A key witness in the first impeachment of then-President Donald Trump said Tuesday that Gen. Mark Milley, the chairman of the Joint Chiefs of Staff, “must resign” if he is confirmed to have made secret calls to his Chinese counterpart in order to reassure Beijing that Trump would not order military action against the communist superpower.
Retired Army Lt. Col. Alexander Vindman, a former member of the National Security Council, tweeted that if the calls were made, Milley “usurped civilian authority, broke Chain of Command, and violated the sacrosanct principle of civilian control over the military.
“It’s an extremely dangerous precedent. You can’t simply walk away from that,” added Vindman, who concluded his post by adding a hashtag to the phrase “do the right thing in the right way.”
Details of the calls between Milley and Li Zuocheng, the chief of the Joint Staff Department of Beijing’s Central Military Commission, were reported by Bob Woodward and Robert Costa of the Washington Post in their forthcoming book “Peril.”
In the first call, which took place Oct. 30 of last year, Milley reportedly told Li that “I want to assure you that the American government is stable and everything is going to be okay.”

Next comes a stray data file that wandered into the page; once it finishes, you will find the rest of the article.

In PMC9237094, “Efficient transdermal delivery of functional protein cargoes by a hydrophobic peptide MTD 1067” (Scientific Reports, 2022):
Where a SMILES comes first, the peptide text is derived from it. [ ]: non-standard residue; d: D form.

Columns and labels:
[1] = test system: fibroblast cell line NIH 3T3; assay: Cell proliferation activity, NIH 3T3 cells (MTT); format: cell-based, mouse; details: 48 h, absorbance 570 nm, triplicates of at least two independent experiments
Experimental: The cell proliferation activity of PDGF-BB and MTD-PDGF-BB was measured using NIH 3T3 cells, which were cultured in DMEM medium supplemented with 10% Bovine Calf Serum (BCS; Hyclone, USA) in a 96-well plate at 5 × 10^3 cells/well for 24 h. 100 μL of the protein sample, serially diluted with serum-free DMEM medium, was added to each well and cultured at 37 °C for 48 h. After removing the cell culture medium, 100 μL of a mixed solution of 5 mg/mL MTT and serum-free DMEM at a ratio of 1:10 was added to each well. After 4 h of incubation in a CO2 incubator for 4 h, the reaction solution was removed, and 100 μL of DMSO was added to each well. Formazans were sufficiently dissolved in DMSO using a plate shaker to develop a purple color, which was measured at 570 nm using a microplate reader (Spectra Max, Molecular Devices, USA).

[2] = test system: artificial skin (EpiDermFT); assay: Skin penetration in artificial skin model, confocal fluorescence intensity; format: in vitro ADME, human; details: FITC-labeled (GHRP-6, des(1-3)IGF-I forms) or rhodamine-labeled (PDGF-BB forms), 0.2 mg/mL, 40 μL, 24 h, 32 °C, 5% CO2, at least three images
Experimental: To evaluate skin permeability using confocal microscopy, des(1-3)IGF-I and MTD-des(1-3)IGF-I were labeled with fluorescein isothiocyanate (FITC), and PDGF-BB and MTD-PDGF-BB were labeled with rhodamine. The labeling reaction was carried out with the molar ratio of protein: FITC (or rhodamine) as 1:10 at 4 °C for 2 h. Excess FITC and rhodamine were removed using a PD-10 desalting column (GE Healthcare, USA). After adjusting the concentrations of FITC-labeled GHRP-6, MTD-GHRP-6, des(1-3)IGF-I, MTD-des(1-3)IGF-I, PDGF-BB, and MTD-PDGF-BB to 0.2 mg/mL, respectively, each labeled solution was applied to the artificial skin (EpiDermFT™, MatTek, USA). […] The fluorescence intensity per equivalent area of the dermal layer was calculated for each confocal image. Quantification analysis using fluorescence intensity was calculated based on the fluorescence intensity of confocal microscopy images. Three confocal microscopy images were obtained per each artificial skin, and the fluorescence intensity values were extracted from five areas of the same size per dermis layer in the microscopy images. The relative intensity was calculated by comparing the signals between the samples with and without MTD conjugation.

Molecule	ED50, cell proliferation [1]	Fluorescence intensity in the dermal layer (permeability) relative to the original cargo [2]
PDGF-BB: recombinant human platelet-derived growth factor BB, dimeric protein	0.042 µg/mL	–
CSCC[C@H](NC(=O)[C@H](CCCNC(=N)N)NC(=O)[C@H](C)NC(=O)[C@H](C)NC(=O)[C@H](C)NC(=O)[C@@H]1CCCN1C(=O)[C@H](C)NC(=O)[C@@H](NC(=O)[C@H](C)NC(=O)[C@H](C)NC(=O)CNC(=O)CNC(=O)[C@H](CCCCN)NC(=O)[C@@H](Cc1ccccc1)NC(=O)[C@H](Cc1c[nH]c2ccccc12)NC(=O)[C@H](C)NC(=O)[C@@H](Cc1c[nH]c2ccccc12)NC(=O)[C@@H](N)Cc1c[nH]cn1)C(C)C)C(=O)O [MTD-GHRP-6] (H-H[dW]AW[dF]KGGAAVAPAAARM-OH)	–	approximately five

“We are not going to attack or conduct any kinetic operations against you,” vowed Milley, who added that if Trump did order an attack against China, “I’m going to call you ahead of time. It’s not going to be a surprise.”
In the second conversation, which took place two days after the Jan. 6 riot at the US Capitol, Milley reassured Li that the American government was “100 percent steady. Everything’s fine. But democracy can be sloppy sometimes.”
Vindman briefly gained notoriety in 2019 when he testified that he had raised concerns to his superiors about a July 25 call between Trump and Ukrainian President Volodymyr Zelensky in which the US president asked Zelensky to investigate Joe Biden and his son Hunter over the younger Biden’s lucrative gig on the board of Ukrainian gas company Burisma.
Trump made the request after withholding nearly $400 million in security aid approved by Congress to help Ukraine fight Russian-backed separatists in the eastern part of the country. The money was eventually released in September after bipartisan pressure on the commander-in-chief.
“I was concerned by the call,” Vindman told lawmakers that October. “I did not think it was proper to demand that a foreign government investigate a US citizen, and I was worried about the implications for the US government’s support of Ukraine.”
“I realized that if Ukraine pursued an investigation into the Bidens and Burisma, it would likely be interpreted as a partisan play, which would undoubtedly result in Ukraine losing the bipartisan support it has thus far maintained,” he explained. “This would all undermine US national security.”
Vindman’s description of the phone call helped lead to Trump’s impeachment in December 2019 on charges of abuse of power and obstruction of Congress. The Senate voted to acquit the 45th president on both counts the following February.
Trump has repeatedly denied any wrongdoing in the Ukraine affair and has described the July 25 conversation with Zelensky as a “perfect call.”